10. Living in the cryptocurrency world, you will need a security expert friend
“My deposit went to someone’s else address.”
“The customer support of the trading platform said that I was caught in a clipboard hijacking malware, and I will need to immediately use anti-virus software and check the browser plugin.”
“What exactly is a clipboard hijacking malware and what should I do?”
Users in the digital world also face problems similar to those in the real world, especially when it is related to security issues. They have so many questions with no answers and nobody to turn to. Perhaps, having a security expert friend in your daily life would make things a lot less complex.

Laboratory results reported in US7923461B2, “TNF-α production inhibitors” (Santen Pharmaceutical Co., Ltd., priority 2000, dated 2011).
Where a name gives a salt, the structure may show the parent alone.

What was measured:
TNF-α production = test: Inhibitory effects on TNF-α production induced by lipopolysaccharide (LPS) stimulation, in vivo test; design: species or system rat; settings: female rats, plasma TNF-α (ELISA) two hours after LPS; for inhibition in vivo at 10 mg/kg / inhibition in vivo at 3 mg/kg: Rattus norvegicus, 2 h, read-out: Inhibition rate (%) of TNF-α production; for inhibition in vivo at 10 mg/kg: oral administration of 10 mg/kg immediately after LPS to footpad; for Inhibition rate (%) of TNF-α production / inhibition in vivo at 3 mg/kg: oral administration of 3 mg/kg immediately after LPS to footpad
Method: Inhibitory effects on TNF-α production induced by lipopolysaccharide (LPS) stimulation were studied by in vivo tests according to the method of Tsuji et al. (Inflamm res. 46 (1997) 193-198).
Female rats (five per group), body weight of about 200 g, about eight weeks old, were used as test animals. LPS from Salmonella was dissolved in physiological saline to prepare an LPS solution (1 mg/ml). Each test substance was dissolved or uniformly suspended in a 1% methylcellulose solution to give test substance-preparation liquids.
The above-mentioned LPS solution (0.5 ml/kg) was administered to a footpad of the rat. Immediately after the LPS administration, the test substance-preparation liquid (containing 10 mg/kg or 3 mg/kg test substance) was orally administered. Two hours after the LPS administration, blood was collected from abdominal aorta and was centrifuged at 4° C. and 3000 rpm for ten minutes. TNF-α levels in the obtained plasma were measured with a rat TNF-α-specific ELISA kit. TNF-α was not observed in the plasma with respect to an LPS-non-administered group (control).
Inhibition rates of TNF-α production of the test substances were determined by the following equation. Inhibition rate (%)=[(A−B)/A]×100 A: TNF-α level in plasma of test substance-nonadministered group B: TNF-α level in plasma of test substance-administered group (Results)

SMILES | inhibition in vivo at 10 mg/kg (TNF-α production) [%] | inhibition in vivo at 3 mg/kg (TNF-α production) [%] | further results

III. In Conclusion
According to a statistical article by Marko Milijic , as of 2019, the number of global cryptocurrency holders now stands between 13 to 25 million, and this number is still growing rapidly. Cryptocurrency is a completely new, unprecedented, and complex technology. Over time we will develop better security tools and practices that are easier to use by non-experts. For now, cryptocurrency users can use many of the tips discussed here to enjoy a secure and trouble-free cryptocurrency experience.
If you missed Part 1 of our feature, you can check it out here.